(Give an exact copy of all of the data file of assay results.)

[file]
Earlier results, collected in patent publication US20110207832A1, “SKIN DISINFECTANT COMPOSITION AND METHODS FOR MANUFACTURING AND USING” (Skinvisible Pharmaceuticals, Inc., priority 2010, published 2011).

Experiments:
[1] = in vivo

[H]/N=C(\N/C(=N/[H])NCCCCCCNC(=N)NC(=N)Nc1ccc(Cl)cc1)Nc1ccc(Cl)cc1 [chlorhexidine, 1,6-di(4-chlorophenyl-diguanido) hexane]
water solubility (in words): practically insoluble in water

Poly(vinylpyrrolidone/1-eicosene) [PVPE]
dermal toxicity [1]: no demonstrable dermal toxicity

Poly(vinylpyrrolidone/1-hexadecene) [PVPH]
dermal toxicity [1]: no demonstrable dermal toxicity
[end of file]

Earlier results, collected in patent publication US20110207832A1, “SKIN DISINFECTANT COMPOSITION AND METHODS FOR MANUFACTURING AND USING” (Skinvisible Pharmaceuticals, Inc., priority 2010, published 2011).

Experiments:
[1] = in vivo

[H]/N=C(\N/C(=N/[H])NCCCCCCNC(=N)NC(=N)Nc1ccc(Cl)cc1)Nc1ccc(Cl)cc1 [chlorhexidine, 1,6-di(4-chlorophenyl-diguanido) hexane]
water solubility (in words): practically insoluble in water

Poly(vinylpyrrolidone/1-eicosene) [PVPE]
dermal toxicity [1]: no demonstrable dermal toxicity

Poly(vinylpyrrolidone/1-hexadecene) [PVPH]
dermal toxicity [1]: no demonstrable dermal toxicity